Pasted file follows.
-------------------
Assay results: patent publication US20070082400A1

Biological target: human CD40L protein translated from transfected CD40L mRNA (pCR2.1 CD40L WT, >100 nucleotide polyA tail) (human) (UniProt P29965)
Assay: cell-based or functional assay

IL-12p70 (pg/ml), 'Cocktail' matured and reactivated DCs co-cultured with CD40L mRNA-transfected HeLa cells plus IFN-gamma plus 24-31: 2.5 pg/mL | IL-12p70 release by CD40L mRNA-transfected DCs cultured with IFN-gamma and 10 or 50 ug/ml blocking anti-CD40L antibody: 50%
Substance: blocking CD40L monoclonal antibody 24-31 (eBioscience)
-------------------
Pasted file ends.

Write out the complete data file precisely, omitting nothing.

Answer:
Assay results: patent publication US20070082400A1

Biological target: human CD40L protein translated from transfected CD40L mRNA (pCR2.1 CD40L WT, >100 nucleotide polyA tail) (human) (UniProt P29965)
Assay: cell-based or functional assay

IL-12p70 (pg/ml), 'Cocktail' matured and reactivated DCs co-cultured with CD40L mRNA-transfected HeLa cells plus IFN-gamma plus 24-31: 2.5 pg/mL | IL-12p70 release by CD40L mRNA-transfected DCs cultured with IFN-gamma and 10 or 50 ug/ml blocking anti-CD40L antibody: 50%
Substance: blocking CD40L monoclonal antibody 24-31 (eBioscience)